You will experience some scarring following the operation. These may be more prominent for the first 6 weeks, gradually fading over the course of 18 months. With lipofilling, some of the fat injected may be absorbed by your body during the first few months of the procedure, taking up to 6 months to fully take effect.
Risks and Complications
As with any procedure, there are some risks associated with breast enlargement surgery. Possible complications of any operation include the following:
- Blood clots
- An allergic reaction to the anaesthetic
Surgical fat transfers (lipofilling) is a typically safe procedure. Following lipofilling, it is common to experience the following:
- Temporary numbness
- Loss of some of the fat that has been injected
In some cases, complications following lipofilling can arise. These include:
- Haematoma (a collection of blood under the skin)
- Death of fatty tissue (fat necrosis)
- Blocked blood vessel
- Thick, unsightly scarring
Occasionally, additional surgery is required as some of the fat injected is absorbed; therefore the desired size cannot be achieved in one operation.
Breast implants come with the risk of developing complications, including:
- Thick scarring
- Capsular contracture (breast tissue feeling hard). This is when abnormal scar tissue shrinks around the implant, making your breast feel harder. Eventually, it may start to feel tender or look abnormal, if this is the case, you may require additional surgery.
- A ruptured implant. This may result in small, tender lumps. If this occurs, you may need to have your implant taken out or replaced.
- The implant rotating in the breast, creating an abnormal shape.
- Rippling of the implant. This happens when the implant is only covered by a thin layer of tissue which sticks to the surface of the implant.
- Changes in sensations. Your nipples may become more sensitive, less sensitive or completely numb. This usually improves over a few months but in some cases, can be permanent.
- Difficulty breast feeding or producing breast milk.
- Bleeding around the implant. A haematoma can make your breast feel swollen and tight. If bleeding continues, you may need to have another operation.
- Infection. If your breast becomes infected it may be inflamed, swollen and tender. You may also experience feelings of being generally unwell. Infection can sometimes be treated with antibiotics but in most cases you will have your implant removed and replaced.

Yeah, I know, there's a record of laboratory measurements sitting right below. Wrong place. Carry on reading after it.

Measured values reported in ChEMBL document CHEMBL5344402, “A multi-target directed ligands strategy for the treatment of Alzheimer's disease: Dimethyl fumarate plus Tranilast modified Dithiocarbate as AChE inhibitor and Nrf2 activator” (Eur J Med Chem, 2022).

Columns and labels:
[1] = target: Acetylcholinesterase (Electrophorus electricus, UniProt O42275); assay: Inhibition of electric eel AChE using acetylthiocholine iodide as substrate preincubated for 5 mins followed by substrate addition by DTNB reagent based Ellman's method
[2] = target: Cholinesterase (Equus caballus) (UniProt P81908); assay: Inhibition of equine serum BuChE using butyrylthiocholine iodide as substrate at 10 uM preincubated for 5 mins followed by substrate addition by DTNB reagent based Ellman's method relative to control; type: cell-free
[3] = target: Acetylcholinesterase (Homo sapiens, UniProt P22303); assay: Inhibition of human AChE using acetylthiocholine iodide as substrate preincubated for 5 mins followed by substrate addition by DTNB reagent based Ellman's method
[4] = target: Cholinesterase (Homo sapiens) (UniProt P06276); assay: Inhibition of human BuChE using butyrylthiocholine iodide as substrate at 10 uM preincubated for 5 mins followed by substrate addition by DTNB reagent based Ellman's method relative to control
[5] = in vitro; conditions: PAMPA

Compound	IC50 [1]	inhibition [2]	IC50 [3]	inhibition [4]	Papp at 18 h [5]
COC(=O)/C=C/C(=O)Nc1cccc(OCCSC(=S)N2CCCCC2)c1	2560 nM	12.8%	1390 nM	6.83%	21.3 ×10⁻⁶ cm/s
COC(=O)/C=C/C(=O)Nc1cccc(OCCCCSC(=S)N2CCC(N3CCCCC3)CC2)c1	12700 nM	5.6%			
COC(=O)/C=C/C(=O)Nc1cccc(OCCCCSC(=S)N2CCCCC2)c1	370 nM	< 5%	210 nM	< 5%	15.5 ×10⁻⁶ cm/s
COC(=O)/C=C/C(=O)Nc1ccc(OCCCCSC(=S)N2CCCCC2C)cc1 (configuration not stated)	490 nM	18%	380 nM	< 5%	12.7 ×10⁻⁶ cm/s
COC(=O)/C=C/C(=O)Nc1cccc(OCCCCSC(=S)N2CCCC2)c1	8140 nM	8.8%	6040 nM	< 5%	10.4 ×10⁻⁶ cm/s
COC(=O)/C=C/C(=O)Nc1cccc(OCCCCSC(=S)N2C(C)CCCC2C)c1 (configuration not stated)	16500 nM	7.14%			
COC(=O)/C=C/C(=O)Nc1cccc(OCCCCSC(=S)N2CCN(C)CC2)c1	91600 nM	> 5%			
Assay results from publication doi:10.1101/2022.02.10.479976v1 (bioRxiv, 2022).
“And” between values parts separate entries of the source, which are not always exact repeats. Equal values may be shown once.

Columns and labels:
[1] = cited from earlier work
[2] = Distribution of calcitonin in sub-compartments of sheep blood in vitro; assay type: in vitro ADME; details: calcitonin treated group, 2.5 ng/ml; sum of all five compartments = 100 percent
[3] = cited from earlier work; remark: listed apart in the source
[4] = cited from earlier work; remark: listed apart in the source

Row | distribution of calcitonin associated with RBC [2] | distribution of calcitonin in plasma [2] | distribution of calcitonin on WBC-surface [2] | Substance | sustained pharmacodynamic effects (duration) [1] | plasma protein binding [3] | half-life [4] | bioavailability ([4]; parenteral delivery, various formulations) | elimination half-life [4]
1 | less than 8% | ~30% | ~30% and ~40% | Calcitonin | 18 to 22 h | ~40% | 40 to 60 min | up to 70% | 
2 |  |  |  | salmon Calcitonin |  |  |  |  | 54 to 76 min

Outlook after Breast Enlargement Surgery
Breast enlargement surgery may improve your body image and self-confidence. However, it is important to keep your expectations realistic. Your breasts will continue to age following augmentation. Gaining or losing weight may also change the appearance of your breasts. If you become unhappy with the look of your breasts, you may require further surgery to correct these issues.
At One Ashford Hospital in Kent, we perform many different cosmetic surgeries, including abdominoplasty (tummy tuck), rhinoplasty (nose reshaping) and facelift surgery. At One Ashford Hospital in Kent, we can book you in to see a specialist Cosmetic surgeon for an initial consultation, usually within 48 hours.
We are ideally placed to see patients in Ashford, Maidstone, Canterbury, Folkestone, Dover and surrounding villages.
You can’t usually use your private medical insurance for cosmetic surgery but you can pay directly for your Breast Enlargement Surgery treatment. We offer competitive, fixed price packages as well as the ability to spread your cost with the option of 0% finance. If you able to use your health insurance please do contact your insurer first for approval and let them know you’d like to be treated at One Ashford Hospital.
Why One Ashford Hospital
- Access to leading Consultants within 48 hours*
- 0% and low interest finance options**
- Competitive fixed-price packages
- Modern purpose-built hospital
- Fast access to diagnostics including CT, MRI, X-Ray and Ultrasound
- Private, spacious, ensuite rooms
- Specialist Physiotherapy and nursing teams
- Little waiting time for surgery
- Calm, dignified experience
*Dependent on Consultant availability
**Terms and conditions apply
Contact us and find out moreIf you are based in and around Kent, Maidstone, Dover, Canterbury or Folkestone and would like to visit the One Ashford Hospital please click here
Cosmetic Surgery Pricing Guide at One Ashford Hospital
This is a list of guide prices for some of common Cosmetic Surgery treatments and procedures.
|Treatment||Guide Price||Monthly from|
|Arm Lift (Brachioplasty)||£4,595||£102.79|
|Breast Enlargement - Unilateral||£3,250||£72.62|
|Bilateral Breast Enlargement and Uplift||£7,770||£174.30|
|Breast Reduction - Unilateral||£3,750||£83.80|
|Breast Uplift (Mastopexy)||£5,415||£121.78|
|Removal and Replacement of Implants||£6,800||£151.95|
|Removal and Replacement of Implant - Unilateral||£4,150||£92.73|
|Nose Reshaping (Rhinoplasty)||£5,800||£129.60|
|Tummy Tuck (Abdominoplasty)||£6,500||£145.25|